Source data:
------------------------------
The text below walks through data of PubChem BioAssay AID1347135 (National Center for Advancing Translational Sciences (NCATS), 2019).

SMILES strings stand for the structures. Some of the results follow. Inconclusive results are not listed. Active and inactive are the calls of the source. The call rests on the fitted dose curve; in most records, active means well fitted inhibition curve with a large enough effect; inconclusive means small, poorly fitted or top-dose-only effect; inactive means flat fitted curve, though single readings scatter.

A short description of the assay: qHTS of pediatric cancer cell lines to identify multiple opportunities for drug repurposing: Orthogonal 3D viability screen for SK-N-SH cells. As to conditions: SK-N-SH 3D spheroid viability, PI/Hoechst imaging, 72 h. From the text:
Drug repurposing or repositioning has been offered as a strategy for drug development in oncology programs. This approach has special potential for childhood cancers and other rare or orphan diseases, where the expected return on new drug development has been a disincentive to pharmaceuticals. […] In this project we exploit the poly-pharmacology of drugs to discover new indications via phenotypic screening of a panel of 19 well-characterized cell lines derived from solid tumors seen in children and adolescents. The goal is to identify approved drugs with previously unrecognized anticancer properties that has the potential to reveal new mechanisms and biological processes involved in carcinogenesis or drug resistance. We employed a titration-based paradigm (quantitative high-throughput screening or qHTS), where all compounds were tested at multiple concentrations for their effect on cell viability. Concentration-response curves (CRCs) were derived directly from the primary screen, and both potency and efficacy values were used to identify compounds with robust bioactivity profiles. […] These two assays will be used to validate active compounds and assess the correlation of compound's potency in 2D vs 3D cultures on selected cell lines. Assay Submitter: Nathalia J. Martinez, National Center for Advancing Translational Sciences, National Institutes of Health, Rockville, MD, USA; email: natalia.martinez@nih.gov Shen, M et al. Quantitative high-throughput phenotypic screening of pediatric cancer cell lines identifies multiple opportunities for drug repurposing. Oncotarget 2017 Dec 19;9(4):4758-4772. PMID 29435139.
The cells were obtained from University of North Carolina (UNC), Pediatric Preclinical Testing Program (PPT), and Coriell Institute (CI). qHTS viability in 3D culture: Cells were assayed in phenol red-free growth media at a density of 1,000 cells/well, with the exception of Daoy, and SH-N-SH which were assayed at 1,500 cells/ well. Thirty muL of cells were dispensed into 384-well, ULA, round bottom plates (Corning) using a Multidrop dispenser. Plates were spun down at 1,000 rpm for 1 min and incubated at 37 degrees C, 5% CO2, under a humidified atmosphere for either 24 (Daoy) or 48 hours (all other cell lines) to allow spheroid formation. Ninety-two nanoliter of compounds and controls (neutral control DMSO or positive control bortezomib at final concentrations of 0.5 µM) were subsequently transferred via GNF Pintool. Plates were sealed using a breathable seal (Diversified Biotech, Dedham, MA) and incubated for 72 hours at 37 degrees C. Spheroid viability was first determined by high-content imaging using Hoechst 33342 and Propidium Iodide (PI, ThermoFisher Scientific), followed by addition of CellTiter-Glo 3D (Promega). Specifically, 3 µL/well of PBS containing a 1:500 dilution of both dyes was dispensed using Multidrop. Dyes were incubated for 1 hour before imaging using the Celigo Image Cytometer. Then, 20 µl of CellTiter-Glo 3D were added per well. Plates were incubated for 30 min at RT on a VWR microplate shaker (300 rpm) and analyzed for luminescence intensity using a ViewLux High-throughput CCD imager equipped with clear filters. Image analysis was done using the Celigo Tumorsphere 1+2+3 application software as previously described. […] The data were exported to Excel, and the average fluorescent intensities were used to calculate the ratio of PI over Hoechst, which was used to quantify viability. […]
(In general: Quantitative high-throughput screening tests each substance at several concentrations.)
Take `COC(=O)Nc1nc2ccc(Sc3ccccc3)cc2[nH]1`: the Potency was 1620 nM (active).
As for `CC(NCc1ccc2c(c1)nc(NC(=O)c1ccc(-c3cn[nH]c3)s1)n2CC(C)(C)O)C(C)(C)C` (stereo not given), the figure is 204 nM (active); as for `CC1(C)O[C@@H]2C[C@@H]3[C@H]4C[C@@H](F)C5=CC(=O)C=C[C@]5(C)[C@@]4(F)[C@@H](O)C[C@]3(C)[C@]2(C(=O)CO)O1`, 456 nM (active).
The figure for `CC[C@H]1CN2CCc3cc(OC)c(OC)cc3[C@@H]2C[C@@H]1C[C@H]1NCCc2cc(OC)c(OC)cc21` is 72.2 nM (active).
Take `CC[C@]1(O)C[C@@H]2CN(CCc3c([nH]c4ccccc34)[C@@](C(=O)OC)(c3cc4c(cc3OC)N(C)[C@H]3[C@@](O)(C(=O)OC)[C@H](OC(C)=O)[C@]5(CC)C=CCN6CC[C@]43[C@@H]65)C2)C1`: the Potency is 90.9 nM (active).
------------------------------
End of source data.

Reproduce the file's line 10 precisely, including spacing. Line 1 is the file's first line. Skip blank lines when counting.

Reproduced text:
Take `CC[C@]1(O)C[C@@H]2CN(CCc3c([nH]c4ccccc34)[C@@](C(=O)OC)(c3cc4c(cc3OC)N(C)[C@H]3[C@@](O)(C(=O)OC)[C@H](OC(C)=O)[C@]5(CC)C=CCN6CC[C@]43[C@@H]65)C2)C1`: the Potency is 90.9 nM (active).